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Jordan launches diplomatic offensive against US Jerusalem move

How far can Jordan’s king go in opposing the US president's Jerusalem stance without risking a backlash that could hurt his strategic relationship with Washington?

Apart from the Palestinians, Jordan stands to lose the most from President Donald Trump’s bombshell announcement on Dec. 6 that the United States recognizes Jerusalem as Israel’s capital and that it will relocate its embassy there. Jordan's King Abdullah took an accordingly hard-line position denouncing the decision while mobilizing international and regional diplomatic efforts to stand up to it. On Dec. 13, the king told representatives of the Organization of Islamic Cooperation (OIC) at its summit in Istanbul that the US move was “dangerous” and “a threat to peace.” He added that there was “no alternative to Jerusalem as the key to ending the historical conflict in the Middle East.”

Jordan was quick to react after Trump announced his decision, calling for an emergency meeting of the Arab League’s foreign ministers in Cairo on Dec. 9. Its own foreign minister, Ayman Safadi, announced that Jordan would host an “extraordinary” Arab summit without specifying a date. Safadi called US Secretary of State Rex Tillerson on Dec. 11 to present Jordan’s point of view and traveled to Brussels to meet with EU foreign policy chief Federica Mogherini on Dec. 12. Mogherini urged support for Abdullah as “the custodian of Jerusalem’s holy places,” calling him a “very wise man.”

The king had traveled to the Saudi capital Riyadh on Dec. 12 to meet King Salman bin Abdul-Aziz Al Saud. The two leaders discussed the ramifications of the US decision on regional security and stability, as well as on peace efforts, according to a royal court statement in Amman. The king had also discussed the US move in separate telephone calls with Palestinian President Mahmoud Abbas and Egyptian President Abdel Fattah al-Sisi.

Jordan’s diplomatic offensive to confront the US decision, which it described as “illegal,” underlines its growing concern over the fate of the two-state solution, which had become a cornerstone of its national security policy. It sees Trump’s move as pre-judging the future of occupied East Jerusalem, which is one of the major issues in the final status negotiations. It also sees the move as pre-empting purported efforts by the Trump administration to reach a final settlement between Israel and the Palestinians.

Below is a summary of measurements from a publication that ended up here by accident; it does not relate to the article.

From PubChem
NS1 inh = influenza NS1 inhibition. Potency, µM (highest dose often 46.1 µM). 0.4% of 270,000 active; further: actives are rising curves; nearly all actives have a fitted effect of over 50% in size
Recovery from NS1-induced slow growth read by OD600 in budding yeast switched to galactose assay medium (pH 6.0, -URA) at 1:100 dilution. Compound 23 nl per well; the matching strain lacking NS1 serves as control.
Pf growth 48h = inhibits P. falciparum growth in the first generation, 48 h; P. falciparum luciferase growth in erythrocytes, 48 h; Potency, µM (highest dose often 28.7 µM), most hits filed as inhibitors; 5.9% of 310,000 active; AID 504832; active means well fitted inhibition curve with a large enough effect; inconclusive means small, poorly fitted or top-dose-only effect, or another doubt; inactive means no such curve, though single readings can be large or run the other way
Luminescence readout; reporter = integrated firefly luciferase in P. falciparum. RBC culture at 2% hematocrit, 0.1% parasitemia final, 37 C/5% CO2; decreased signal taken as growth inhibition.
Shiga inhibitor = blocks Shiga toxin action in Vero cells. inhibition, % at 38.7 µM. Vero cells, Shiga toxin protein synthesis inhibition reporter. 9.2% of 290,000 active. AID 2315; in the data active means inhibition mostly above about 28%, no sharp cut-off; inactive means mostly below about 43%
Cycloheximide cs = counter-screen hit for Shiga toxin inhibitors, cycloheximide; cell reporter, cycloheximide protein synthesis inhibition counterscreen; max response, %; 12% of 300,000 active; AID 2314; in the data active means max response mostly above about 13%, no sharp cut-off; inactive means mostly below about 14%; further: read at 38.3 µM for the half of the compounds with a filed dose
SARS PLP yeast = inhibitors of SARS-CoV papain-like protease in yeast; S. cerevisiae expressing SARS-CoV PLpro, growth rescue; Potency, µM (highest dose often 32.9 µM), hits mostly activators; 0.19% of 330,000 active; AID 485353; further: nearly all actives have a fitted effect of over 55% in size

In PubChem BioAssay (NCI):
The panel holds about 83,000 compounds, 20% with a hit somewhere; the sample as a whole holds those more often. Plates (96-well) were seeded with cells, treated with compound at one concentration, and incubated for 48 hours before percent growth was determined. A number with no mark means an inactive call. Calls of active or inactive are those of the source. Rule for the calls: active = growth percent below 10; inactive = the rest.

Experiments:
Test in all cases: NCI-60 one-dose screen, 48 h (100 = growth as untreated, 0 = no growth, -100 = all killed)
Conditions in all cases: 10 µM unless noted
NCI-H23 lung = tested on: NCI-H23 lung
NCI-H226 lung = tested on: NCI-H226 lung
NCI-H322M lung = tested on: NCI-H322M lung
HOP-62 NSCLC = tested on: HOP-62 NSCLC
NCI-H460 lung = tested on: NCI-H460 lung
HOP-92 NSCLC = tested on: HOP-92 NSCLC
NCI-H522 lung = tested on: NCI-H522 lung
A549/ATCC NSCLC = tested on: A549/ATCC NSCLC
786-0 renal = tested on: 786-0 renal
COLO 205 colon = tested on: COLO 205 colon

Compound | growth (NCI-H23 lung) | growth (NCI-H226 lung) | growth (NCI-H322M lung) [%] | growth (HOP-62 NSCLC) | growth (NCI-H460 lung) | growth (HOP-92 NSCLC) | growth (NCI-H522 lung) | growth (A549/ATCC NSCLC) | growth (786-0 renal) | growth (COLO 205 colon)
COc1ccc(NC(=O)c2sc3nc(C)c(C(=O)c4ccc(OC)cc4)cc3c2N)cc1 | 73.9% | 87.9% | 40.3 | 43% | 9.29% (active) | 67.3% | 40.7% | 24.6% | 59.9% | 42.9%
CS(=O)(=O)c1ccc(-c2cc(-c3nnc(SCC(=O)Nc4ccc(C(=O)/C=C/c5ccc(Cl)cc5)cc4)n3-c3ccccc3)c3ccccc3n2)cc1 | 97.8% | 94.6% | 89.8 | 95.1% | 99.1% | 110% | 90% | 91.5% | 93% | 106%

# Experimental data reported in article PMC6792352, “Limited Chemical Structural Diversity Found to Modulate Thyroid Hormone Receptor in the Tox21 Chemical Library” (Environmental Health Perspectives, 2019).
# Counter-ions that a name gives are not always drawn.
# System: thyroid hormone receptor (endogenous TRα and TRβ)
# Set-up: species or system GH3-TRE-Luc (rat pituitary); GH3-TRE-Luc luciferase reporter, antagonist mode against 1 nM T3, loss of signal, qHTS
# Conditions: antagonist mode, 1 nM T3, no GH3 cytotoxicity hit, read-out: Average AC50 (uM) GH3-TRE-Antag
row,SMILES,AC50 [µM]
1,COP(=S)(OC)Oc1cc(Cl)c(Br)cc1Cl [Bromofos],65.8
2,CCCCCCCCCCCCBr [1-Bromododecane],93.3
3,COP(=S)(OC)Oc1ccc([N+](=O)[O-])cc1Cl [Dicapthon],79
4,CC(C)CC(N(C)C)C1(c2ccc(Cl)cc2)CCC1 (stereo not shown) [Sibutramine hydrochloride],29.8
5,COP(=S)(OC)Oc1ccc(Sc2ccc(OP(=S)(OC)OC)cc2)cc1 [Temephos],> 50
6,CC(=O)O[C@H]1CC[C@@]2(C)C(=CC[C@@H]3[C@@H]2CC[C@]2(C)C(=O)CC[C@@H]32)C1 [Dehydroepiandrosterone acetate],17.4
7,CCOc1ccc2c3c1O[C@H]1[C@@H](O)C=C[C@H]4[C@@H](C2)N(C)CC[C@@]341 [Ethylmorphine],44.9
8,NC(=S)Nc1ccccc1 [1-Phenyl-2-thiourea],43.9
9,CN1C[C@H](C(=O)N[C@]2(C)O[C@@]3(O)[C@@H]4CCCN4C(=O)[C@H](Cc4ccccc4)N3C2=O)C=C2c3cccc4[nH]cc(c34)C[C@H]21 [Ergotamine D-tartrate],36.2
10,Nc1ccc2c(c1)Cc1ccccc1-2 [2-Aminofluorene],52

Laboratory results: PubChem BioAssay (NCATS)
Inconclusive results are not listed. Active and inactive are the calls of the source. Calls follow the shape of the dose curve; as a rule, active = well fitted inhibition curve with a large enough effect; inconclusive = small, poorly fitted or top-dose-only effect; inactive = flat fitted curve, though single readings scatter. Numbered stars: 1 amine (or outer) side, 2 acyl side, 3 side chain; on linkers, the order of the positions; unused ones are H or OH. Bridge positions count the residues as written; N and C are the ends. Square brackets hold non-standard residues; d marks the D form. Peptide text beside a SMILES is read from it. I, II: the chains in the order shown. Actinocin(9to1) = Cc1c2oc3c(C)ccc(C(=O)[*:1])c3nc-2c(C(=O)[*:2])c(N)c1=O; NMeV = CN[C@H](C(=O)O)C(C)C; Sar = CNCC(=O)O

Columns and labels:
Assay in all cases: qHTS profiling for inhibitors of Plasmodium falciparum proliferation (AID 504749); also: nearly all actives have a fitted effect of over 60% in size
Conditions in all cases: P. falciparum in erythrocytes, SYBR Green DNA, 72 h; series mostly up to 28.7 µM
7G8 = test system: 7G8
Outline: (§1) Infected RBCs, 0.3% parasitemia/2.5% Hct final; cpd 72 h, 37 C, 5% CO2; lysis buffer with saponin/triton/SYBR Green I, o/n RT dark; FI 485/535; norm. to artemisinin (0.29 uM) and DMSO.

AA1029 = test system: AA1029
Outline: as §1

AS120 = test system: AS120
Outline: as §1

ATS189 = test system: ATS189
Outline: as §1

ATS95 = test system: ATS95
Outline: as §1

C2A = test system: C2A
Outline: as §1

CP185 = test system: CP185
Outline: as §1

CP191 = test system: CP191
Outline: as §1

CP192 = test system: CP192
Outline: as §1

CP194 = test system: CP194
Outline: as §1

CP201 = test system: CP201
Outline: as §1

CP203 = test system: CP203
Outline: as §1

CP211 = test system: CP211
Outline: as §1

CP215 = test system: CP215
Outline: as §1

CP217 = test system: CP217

Furthermore, it sees the vague US recognition, which did not mention East Jerusalem by name and only referred to freedom of worship in the Holy City, as threatening its own role as custodian of Muslim and Christian sites in the occupied city. Jordan has clashed with Israel over the past few years, most recently in July, over attempts to change the status quo of Haram al-Sharif, or what Israel calls the Temple Mount. Since the Trump announcement, there have been repeated incursions by Jewish zealots of the Noble Sanctuary, where Al-Aqsa Mosque is located.

But Abdullah’s concerns go beyond the immediate effects of the Trump announcement, which is seen here as having delivered a fatal blow to the two-state solution. The escalation of Jordan’s diplomatic offensive against its most important financial and military backer underlines its anxiety over the long-term ramifications of the US move. By recognizing Jerusalem as Israel’s capital, the United States delighted Israel’s far right, which does not conceal its rejection of a peaceful settlement with the Palestinians and goes as far as claiming that Jordan is a Palestinian state.

The so-called Jordan Option, first suggested after the 1967 war and later popularized by right-wing Israeli parties in the 1980s, was put to rest after Jordan and Israel signed a peace agreement in 1994. But the claim was echoed by key Israeli ministers under Prime Minister Benjamin Netanyahu and his far-right and ultranationalist coalition partners.

Trump’s yet-to-be disclosed “ultimate deal” to reach a regional settlement of the Arab-Israeli conflict has amplified Jordanian existential fears. Jordan has not commented on recent reports that Trump’s Middle East peace team was coordinating with Saudi Arabia to force a take-it-or-leave-it proposal on Abbas, one that precludes Palestinian claims to East Jerusalem and drops demands of an Israeli withdrawal to the 1967 borders. More importantly, it could include an option to tie Palestinian urban centers to Jordan through a confederation formula.

This consideration explains why Abdullah has chosen to up the ante through a sustained diplomatic offensive and why he is backing Abbas, who has adopted extreme anti-US positions. But the big question here is: How far would the king go in opposing the US move, and Trump in particular, without risking a backlash that could hurt his strategic relationship with Washington? At a time when Jordan is becoming increasingly dependent on US economic and military aid, estimated at $1.2 billion in 2017, and as Amman and Washington seek to fortify a long-term security agreement, the king’s gambit looks risky at best.

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